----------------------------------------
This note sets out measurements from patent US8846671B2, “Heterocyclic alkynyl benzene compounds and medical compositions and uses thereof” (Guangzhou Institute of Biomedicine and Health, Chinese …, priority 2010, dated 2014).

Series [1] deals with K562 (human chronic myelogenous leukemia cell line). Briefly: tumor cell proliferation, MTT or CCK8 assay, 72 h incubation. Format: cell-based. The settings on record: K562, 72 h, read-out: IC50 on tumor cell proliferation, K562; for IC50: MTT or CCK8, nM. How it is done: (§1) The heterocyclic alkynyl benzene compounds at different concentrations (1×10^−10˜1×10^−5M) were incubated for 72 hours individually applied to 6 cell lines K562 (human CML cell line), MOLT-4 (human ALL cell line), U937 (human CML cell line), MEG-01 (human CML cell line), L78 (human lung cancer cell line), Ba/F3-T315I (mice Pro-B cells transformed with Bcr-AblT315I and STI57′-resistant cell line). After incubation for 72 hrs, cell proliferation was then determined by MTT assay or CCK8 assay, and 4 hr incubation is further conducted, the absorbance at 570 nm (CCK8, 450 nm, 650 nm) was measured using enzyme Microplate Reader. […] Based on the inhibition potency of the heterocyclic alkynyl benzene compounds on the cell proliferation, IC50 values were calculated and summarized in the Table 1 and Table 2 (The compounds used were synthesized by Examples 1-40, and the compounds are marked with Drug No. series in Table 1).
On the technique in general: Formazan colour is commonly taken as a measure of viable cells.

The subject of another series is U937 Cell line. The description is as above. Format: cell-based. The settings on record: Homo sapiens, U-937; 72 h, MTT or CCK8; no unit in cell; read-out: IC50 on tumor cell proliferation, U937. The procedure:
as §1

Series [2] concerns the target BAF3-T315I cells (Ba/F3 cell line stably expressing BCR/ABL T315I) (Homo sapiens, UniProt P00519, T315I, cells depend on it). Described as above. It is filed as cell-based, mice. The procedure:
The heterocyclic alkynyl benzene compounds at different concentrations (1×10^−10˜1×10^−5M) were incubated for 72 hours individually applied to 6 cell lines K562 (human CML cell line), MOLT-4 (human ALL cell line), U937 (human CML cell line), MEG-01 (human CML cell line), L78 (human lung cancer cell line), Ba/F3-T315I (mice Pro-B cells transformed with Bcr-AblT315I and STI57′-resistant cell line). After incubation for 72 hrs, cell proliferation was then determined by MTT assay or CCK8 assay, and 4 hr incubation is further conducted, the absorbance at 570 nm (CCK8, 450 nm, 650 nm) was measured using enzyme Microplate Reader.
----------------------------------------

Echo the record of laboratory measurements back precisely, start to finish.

This note sets out measurements from patent US8846671B2, “Heterocyclic alkynyl benzene compounds and medical compositions and uses thereof” (Guangzhou Institute of Biomedicine and Health, Chinese …, priority 2010, dated 2014).

Series [1] deals with K562 (human chronic myelogenous leukemia cell line). Briefly: tumor cell proliferation, MTT or CCK8 assay, 72 h incubation. Format: cell-based. The settings on record: K562, 72 h, read-out: IC50 on tumor cell proliferation, K562; for IC50: MTT or CCK8, nM. How it is done: (§1) The heterocyclic alkynyl benzene compounds at different concentrations (1×10^−10˜1×10^−5M) were incubated for 72 hours individually applied to 6 cell lines K562 (human CML cell line), MOLT-4 (human ALL cell line), U937 (human CML cell line), MEG-01 (human CML cell line), L78 (human lung cancer cell line), Ba/F3-T315I (mice Pro-B cells transformed with Bcr-AblT315I and STI57′-resistant cell line). After incubation for 72 hrs, cell proliferation was then determined by MTT assay or CCK8 assay, and 4 hr incubation is further conducted, the absorbance at 570 nm (CCK8, 450 nm, 650 nm) was measured using enzyme Microplate Reader. […] Based on the inhibition potency of the heterocyclic alkynyl benzene compounds on the cell proliferation, IC50 values were calculated and summarized in the Table 1 and Table 2 (The compounds used were synthesized by Examples 1-40, and the compounds are marked with Drug No. series in Table 1).
On the technique in general: Formazan colour is commonly taken as a measure of viable cells.

The subject of another series is U937 Cell line. The description is as above. Format: cell-based. The settings on record: Homo sapiens, U-937; 72 h, MTT or CCK8; no unit in cell; read-out: IC50 on tumor cell proliferation, U937. The procedure:
as §1

Series [2] concerns the target BAF3-T315I cells (Ba/F3 cell line stably expressing BCR/ABL T315I) (Homo sapiens, UniProt P00519, T315I, cells depend on it). Described as above. It is filed as cell-based, mice. The procedure:
The heterocyclic alkynyl benzene compounds at different concentrations (1×10^−10˜1×10^−5M) were incubated for 72 hours individually applied to 6 cell lines K562 (human CML cell line), MOLT-4 (human ALL cell line), U937 (human CML cell line), MEG-01 (human CML cell line), L78 (human lung cancer cell line), Ba/F3-T315I (mice Pro-B cells transformed with Bcr-AblT315I and STI57′-resistant cell line). After incubation for 72 hrs, cell proliferation was then determined by MTT assay or CCK8 assay, and 4 hr incubation is further conducted, the absorbance at 570 nm (CCK8, 450 nm, 650 nm) was measured using enzyme Microplate Reader.